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Environmental group grades mayoral candidates on green policy, Front-runner Rob Ford refuses to complete survey - InsideToronto

13 October 2010
David Nickle

The Toronto Environmental Alliance (TEA) has given high marks to mayoral candidates Joe Pantalone and George Smitherman for their stand on five environmental issues — but chided front-runner Rob Ford for failing to even answer the environmental advocacy organization’s survey.

“Given that the most recent polls have shown Mr. Ford a front-runner, we find it exceptionally bizarre that he chose not to use the report card to talk to Torontonians about an issue they care about,” said TEA Executive Director Franz Hartmann at a Wednesday morning news conference. “Torontonians expect better from someone who wants to be mayor.”

Hartmann and TEA have been strong advocates for environmental issues during Mayor David Miller’s tenure over the past seven years — contributing to the city’s green policy and operating as major players in city politics during that time.

The survey that they sent out went first to city council candidates and then to mayoral candidates. It outlines 20 yes-no questions based on six priorities: building Transit City and funding it; achieving 70 per cent waste diversion by 2012; buying and supporting locally produced green products; building transportation infrastructure everyone can use; implementing the city’s sustainable energy strategy; and providing tools to prevent pollution.

The two candidates who answered the survey — Smitherman and Pantalone — both did well by TEA’s reckoning. Pantalone scored 100 per cent agreement with the organization’s goals for the city, and Smitherman scored 90 per cent.

“It is very heartening to see two of the four front-runner candidates having high grades,” said Hartmann. “He’s shown the strongest commitment to the environment and if elected mayor, Mr. Pantalone has promised to move on all six environmental priorities. Mr. Smitherman received 90 per cent. He’s shown a clear commitment to the environment. This is a great grade but he did stumble on two issues: he refused to rule out incineration as an option and he refused to fully implement the city’s bike plan.”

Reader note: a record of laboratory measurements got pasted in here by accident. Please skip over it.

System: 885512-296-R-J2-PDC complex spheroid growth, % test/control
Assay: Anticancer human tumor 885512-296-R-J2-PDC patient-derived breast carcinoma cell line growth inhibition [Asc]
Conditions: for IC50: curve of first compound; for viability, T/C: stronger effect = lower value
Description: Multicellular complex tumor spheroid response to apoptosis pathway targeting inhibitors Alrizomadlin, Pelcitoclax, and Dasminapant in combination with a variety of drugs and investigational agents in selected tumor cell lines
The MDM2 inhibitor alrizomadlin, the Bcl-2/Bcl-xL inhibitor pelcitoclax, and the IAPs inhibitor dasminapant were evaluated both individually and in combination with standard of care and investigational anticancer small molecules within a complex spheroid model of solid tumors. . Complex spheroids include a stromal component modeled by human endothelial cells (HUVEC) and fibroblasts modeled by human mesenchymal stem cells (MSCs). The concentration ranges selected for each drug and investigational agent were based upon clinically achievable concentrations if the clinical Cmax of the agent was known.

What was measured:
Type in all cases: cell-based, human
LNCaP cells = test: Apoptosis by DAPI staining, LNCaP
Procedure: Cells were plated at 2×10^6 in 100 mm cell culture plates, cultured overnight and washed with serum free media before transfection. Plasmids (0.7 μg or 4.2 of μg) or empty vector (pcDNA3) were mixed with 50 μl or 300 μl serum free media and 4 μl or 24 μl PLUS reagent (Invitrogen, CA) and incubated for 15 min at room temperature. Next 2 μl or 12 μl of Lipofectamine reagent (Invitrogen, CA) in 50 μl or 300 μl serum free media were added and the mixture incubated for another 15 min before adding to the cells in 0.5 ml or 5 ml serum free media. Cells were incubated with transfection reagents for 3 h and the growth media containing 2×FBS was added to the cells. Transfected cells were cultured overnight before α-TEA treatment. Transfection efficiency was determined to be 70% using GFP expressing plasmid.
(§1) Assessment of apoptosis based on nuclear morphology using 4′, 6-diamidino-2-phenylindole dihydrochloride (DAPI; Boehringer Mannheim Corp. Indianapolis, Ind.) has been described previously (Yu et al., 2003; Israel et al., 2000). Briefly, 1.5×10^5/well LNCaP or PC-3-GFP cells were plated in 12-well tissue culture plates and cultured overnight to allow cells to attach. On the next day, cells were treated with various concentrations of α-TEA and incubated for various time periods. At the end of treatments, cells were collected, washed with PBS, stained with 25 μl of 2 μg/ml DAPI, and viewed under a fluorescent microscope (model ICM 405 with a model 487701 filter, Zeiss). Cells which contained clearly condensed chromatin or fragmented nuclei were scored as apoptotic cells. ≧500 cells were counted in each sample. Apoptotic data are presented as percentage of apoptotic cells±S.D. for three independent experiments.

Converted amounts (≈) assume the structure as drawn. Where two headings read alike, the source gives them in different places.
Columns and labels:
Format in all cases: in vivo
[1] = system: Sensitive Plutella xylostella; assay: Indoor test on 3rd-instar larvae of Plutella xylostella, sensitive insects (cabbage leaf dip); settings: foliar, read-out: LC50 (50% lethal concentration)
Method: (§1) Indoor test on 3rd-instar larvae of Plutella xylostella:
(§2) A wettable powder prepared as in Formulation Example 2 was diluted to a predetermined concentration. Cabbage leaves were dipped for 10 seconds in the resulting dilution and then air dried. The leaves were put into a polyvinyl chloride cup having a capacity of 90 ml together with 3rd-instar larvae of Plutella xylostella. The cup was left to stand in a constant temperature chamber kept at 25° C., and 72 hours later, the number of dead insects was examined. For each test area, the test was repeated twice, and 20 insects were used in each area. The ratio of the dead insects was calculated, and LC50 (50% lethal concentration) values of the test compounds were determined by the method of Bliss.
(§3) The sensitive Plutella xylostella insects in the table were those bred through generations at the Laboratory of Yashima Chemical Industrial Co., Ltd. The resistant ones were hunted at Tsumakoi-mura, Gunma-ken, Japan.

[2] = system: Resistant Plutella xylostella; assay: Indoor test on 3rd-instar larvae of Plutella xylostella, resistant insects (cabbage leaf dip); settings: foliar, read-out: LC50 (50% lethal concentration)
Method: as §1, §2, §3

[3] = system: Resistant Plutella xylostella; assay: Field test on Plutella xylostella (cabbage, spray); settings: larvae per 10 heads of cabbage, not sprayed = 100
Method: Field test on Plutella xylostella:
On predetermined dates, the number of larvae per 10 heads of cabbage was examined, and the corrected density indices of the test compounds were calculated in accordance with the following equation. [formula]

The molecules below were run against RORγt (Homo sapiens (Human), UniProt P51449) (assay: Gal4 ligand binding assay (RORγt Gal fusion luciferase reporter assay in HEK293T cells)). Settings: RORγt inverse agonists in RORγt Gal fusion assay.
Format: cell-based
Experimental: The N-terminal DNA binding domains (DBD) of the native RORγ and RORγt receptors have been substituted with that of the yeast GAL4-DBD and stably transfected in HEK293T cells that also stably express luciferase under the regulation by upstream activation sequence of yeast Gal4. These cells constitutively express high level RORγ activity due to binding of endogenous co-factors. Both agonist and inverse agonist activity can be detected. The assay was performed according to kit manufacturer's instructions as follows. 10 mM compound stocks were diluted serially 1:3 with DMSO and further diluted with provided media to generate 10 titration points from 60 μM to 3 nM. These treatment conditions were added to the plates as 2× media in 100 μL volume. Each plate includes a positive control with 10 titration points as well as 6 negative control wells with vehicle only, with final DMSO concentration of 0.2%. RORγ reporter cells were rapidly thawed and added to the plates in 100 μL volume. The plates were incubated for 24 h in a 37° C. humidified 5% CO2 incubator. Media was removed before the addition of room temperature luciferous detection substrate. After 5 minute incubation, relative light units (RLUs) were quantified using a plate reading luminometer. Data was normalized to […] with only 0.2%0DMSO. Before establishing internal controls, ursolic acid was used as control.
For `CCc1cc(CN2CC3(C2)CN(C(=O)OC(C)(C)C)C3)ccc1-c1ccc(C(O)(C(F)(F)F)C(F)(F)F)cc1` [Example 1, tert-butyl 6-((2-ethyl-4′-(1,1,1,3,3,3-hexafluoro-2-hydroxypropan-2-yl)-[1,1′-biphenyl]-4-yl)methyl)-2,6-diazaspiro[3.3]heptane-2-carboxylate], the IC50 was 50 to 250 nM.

As well, he said Smitherman’s statement that he supported the full implementation of Transit City doesn’t match with Smitherman’s platform — which alters Transit City and doesn’t mention elements such as the Jane Street LRT, which is currently not funded.

Reached after a Toronto Board of Trade speech, Ford said he wasn’t concerned about the scolding he received from Hartmann.

“You know — do I support some of their stances on how great the taxing and spending is? I don’t support it,” said Ford. “I’m not going to agree to saying all these taxes are great, when they’re not. That’s what they’re saying and I don’t support that. I don’t agree with this sort of tax and spend mentality.

As originally published here: http://www.insidetoronto.com/news/article/887450--environmental-group-grades-mayoral-candidates-on-green-policy

2010-10-13 Environmental group grades mayoral candidates on green policy _InsideToronto_.pdf16.75 KB